For an early to mid-career professional, why should you take the leap into a graduate program? Should you know beforehand exactly what your objectives are? And, how can an experiential project turn into much more than a project?
These are some of the questions I asked Nichole Yates, who graduated from the Corporate and Organizational Communication master’s program in 2019 – and is now embarked on a doctoral program at Northeastern. Nichole is the Talent Acquisition Director, Executive Recruitment at City Year, which partners with 29 communities across the US. City Year is a member of the AmeriCorps national service network and is supported by the Corporation for National and Community Service, school district partnerships, and private philanthropy from corporations, foundations and individuals.
Carl Zangerl (CZ): Nichole, what motivated you to embark on a master’s degree in organizational communication?
Nichole Yates (NY): I certainly had to ramp up my courage to do it! Is not for the faint of heart to be in school and working and parenting. I was happy doing my job and didn’t have specific career objectives in mind. But I thought of it as investment in myself, investing in my own skills development without knowing exactly where it would lead. And so, with lots of family support, I decided to move forward.
CZ: Reflect a bit about your experience once you were in the program.
NY: When I think back on my undergraduate days, I realize that I didn’t understand the power of a network. During my master’s program, I made a conscious effort to reach out to my instructors. Not with the mindset of ‘what they can do for you,’ but rather for how they can inspire you, how you can learn from their broad experience as veteran communication professionals.
I recall an exchange one day in Professor Patty Goodman’s online class. We were discussing grades, and she said “if you’re doing this just to get an ‘A’, then you’re in it for the wrong reasons.” And that clicked for me because certainly I wanted an ‘A’ but I saw myself like loving doing this work, learning everything I could.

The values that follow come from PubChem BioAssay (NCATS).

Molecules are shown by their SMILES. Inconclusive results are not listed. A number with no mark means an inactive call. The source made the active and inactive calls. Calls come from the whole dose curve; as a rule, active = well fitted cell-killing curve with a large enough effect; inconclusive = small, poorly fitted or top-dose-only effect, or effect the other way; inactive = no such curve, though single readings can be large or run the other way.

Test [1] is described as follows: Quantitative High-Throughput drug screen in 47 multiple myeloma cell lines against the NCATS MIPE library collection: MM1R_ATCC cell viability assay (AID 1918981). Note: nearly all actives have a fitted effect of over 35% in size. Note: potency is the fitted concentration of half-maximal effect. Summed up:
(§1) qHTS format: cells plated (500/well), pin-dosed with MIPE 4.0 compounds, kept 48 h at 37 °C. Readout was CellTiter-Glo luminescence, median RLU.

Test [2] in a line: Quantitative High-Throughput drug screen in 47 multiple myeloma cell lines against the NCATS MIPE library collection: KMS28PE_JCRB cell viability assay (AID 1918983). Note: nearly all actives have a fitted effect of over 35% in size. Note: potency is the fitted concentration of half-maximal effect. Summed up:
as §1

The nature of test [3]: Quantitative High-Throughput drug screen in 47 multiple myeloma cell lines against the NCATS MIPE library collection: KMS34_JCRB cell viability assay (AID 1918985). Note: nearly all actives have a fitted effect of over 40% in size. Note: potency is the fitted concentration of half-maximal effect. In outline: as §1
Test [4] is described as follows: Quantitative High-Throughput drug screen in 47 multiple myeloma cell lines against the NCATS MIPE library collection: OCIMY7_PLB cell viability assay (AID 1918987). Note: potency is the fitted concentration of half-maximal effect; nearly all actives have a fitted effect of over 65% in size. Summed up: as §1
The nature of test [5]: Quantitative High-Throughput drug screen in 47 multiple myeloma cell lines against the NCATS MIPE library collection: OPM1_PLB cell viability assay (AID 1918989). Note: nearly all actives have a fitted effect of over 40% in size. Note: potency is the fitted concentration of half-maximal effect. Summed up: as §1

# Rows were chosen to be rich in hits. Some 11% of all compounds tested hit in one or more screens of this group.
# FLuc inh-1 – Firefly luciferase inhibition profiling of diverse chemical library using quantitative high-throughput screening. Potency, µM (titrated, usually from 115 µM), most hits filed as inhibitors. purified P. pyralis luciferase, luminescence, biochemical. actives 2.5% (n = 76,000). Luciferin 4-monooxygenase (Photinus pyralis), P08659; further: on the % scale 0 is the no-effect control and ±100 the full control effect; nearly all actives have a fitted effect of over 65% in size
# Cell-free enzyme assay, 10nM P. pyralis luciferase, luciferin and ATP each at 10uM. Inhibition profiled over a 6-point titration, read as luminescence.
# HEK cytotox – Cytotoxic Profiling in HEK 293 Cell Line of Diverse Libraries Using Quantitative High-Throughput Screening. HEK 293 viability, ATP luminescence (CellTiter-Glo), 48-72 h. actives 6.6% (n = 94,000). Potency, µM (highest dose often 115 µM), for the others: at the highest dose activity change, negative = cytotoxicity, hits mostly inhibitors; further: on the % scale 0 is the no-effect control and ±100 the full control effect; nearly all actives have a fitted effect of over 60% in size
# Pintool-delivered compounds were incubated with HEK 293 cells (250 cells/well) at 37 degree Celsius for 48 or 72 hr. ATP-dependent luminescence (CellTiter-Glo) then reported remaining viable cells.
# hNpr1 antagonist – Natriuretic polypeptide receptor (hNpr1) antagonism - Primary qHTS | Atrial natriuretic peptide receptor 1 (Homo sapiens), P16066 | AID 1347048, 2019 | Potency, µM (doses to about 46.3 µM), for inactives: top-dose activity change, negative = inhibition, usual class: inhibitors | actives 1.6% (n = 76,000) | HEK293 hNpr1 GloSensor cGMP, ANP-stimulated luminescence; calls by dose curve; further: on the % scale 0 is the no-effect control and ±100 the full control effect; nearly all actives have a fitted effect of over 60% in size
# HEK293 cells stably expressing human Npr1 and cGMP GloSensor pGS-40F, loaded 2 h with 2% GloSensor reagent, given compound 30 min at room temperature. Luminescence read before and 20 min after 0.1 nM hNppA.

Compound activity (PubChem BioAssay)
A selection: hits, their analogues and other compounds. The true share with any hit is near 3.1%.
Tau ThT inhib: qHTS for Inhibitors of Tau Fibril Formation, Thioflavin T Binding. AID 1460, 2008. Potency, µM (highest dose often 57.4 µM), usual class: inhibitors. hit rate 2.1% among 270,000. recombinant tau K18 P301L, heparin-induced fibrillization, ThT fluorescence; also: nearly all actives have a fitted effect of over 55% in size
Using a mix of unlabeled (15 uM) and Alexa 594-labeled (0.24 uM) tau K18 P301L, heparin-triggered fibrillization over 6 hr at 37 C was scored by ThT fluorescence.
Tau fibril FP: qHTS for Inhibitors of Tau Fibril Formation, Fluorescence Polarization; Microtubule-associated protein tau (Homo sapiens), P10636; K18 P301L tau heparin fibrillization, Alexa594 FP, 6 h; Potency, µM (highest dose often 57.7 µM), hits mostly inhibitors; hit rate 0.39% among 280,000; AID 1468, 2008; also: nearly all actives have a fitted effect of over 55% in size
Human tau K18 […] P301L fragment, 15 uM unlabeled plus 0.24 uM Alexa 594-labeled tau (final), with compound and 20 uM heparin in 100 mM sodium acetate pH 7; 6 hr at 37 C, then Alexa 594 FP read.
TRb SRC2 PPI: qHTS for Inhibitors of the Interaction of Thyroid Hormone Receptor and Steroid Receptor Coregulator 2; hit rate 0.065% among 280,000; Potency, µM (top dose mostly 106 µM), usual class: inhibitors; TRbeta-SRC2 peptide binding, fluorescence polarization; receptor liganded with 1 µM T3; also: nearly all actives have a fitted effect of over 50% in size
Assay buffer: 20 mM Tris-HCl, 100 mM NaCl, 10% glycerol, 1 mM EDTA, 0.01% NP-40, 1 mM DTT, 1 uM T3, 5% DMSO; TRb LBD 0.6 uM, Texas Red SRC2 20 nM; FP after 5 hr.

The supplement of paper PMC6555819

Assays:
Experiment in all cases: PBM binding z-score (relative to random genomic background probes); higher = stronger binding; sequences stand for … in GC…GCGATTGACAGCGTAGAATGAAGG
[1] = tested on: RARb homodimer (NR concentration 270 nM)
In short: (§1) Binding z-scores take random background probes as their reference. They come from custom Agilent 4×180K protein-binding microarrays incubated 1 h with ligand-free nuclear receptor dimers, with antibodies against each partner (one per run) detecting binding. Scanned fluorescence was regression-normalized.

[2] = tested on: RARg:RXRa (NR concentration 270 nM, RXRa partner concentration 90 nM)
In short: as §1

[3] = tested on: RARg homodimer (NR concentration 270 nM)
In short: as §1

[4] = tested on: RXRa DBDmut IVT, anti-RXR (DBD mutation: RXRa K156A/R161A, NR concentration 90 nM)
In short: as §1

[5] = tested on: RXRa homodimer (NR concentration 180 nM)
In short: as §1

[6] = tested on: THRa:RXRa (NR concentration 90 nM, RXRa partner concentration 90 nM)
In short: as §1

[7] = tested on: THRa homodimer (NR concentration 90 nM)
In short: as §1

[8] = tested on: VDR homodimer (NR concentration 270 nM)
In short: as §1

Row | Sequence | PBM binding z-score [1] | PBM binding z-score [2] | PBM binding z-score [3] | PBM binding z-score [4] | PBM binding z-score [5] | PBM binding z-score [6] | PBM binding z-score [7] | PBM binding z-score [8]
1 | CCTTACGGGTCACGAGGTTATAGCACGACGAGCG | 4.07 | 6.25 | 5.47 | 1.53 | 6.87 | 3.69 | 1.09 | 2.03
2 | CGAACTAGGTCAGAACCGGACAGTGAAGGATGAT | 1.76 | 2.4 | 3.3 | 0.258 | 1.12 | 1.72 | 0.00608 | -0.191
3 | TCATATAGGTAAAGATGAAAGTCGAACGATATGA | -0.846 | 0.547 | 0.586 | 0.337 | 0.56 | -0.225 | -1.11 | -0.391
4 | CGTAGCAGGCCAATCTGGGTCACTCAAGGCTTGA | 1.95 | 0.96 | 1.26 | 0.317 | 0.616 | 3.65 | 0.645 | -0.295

CZ : You make such an important point. While some students pursue a master’s degree in communication with specific job goals in mind – and that’s terrific – others, like yourself, are willing to be open to possibilities, open to seeing what evolves as they engage with the curriculum and the academic community they are a part of. And that’s okay too!
NY: Absolutely. The world is changing so rapidly. It’s important to invest in your competencies, your strengths, so that you can seize opportunities that may emerge – roles that may not even exist today or tomorrow. This is also a great reason to intentionally build a professional network as you are progressing through your course of study.
CZ: Let’s talk a little about your capstone project. At the end of our master’s program, students serve as virtual communication consultants to sponsoring organizations. The sponsor provides the communication challenge, and the student does research and develops recommendations to address the challenge. What was your experience like?
NY: My project sponsor was an organization called the Resilient Sisterhood Project (RSP), which seeks to increase the awareness, build knowledge, and inspire action to positively impact the reproductive health of women of African descent. The challenge I was addressing was to help devise a strategic approach to external communication that would not only achieve RSP’s goal of increasing outreach to 18-40-year-old Black women, it would also create revenue streams, build awareness of RSP, and support future expansion and service goals.
As I look back on it, I’m still amazed that I was able to work on a project that was so meaningful to me. It was such a gift, frankly. With the guidance of my professor, Lynn McNamara, I applied not only the skills and knowledge that I had gained in my course of study, but also my professional and life experiences to the project. In the course of doing research, I began to feel so connect to RSP’s mission. The project was critical in expanding my network and helping me focus on some long-term objectives.
CZ: Now you’re pursuing an EdD – your lifelong learning continues!
NY: You know, it’s been vital to me to reach outside of myself, to reach outside of my comfort zone, and to have mentors and sponsors who believe in my work. That’s what has inspired me to continue my education with a focus on workplace equity for black women. In my doctoral studies, I hope to produce research that will help Black women entering their careers, or really at any point in their careers, to be able to say “I have the skills and tools I need to succeed.” My goal is to develop recommendations for organizations that are struggling to retain and nurture talented women of color.
To learn more about City Year, click here.
Our Inspire & Influence website showcases a sampling of some outstanding experiential work, including capstone consulting projects, produced by our students.
Posted by Carl Zangerl, Faculty